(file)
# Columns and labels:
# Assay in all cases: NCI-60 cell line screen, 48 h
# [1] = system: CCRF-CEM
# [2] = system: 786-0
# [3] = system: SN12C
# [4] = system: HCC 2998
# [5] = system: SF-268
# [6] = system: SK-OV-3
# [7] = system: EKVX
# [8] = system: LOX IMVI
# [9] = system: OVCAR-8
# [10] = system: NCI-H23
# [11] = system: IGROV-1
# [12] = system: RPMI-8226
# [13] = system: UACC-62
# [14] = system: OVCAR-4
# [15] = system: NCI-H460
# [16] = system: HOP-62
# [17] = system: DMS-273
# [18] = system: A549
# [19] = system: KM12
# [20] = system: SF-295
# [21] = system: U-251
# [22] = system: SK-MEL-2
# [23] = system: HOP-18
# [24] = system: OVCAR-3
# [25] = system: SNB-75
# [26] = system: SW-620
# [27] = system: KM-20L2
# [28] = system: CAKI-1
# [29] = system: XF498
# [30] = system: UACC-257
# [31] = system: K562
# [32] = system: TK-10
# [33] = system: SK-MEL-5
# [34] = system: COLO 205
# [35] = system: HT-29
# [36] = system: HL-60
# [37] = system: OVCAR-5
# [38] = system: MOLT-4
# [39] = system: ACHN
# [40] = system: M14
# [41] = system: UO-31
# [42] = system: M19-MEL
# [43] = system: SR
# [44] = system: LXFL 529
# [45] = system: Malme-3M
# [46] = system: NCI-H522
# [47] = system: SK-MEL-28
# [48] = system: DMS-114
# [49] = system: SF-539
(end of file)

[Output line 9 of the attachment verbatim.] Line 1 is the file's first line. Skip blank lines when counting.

# [7] = system: EKVX